I haven’t written all week: No blog, no fiction, not even a grocery list. It was not the best week, especially down in the trenches of the soon-to-be-unemployed. I had a couple of hand grenades launched my way, including a brief and polite rejection letter from Brown, where I had applied for a Marketing Manager position in their Continuing Education department. I networked my ass off for that job, and still, it got me nowhere.

This week, instead of full-steam-ahead productivity, I wallowed. I danced under the disco ball at my very own (and sparsely attended) pity party. I read. I slept. I didn’t clean my kitchen. The cat is peeved about the overall state of his litter box. I guess I got a little depressed. I did, on a good note, see my doctor (and find out my cholesterol numbers rival those of a Powerball jackpot, and thus, I will be visiting a nutritionist tomorrow). I did Pilates. I did Meals on Wheels, delivering 19 meals all by myself to a bunch of people who were happy to see me. So there was good among the bad, and I have to accept that this is LIFE. Up and down and all around. Keep plugging along.

But the writing still wouldn’t come. I couldn’t even lift my fingers to the keyboard, I couldn’t grasp a pen or even look at a blank piece of paper. Until Friday afternoon, when I played hooky and went to the movies.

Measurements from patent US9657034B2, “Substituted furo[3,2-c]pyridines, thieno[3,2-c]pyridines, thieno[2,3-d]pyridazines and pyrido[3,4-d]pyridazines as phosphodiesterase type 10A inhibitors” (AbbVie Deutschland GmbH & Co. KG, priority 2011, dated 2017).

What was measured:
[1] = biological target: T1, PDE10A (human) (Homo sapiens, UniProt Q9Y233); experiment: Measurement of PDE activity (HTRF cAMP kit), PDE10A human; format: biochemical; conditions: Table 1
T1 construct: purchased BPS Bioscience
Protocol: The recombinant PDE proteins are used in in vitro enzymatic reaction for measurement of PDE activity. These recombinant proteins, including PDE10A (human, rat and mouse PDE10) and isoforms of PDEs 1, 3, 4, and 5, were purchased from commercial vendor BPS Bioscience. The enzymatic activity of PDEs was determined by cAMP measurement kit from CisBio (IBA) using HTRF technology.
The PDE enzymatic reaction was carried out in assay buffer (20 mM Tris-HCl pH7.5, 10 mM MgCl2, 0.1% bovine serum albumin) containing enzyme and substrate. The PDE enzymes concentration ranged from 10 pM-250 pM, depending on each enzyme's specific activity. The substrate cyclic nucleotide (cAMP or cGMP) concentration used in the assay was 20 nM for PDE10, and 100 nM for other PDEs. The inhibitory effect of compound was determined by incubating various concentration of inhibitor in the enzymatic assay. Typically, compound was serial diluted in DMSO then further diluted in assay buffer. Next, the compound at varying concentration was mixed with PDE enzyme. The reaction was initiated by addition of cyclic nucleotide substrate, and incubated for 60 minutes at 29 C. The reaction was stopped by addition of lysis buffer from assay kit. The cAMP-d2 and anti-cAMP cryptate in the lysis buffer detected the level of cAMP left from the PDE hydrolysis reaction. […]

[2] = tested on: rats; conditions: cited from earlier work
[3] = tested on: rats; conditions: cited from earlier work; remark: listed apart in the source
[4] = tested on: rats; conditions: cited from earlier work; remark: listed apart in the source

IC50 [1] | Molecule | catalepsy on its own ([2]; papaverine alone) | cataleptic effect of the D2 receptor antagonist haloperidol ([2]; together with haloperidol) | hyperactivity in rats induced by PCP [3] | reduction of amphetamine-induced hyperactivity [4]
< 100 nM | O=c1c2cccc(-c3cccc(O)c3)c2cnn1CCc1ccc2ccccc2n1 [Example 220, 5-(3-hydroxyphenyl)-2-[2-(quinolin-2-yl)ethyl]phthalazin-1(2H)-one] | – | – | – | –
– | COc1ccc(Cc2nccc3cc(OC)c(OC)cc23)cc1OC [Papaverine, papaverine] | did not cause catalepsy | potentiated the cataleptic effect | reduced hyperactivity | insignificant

Thank you Wes Anderson for pulling me out of my cloggy funk. Thank you for making Moonrise Kingdom. It is brilliant. It is funny. It is heartfelt, bittersweet, life-affirming. It reminds me of an innocent, simpler time and the endless world that seems to spread out ahead of us in our youth, where we can do anything, be anything, unencumbered by the nagging self-doubt, anxiety and baggage that plagues us in adulthood and tends to hold us back.

It also reminded me of a writing prompt from my fiction workshop: Start off with the words “I remember” and go from there. I’ve already done this prompt, but Moonrise Kingdom inspired me to do again, this time focusing on my childhood and adolescence. My reasons are selfish, I suppose. I want to find that innocence. I want to go back and remember the good and the bad. But most of all, I want to figure out when the break happened. When did I cross over the bridge, from guileless childhood to the sometimes cruel/sometimes beautiful reality of the adult world? Or did I ever have a naive, innocent time during my youth? I don’t know if there was ever a bridge to cross.

I Remember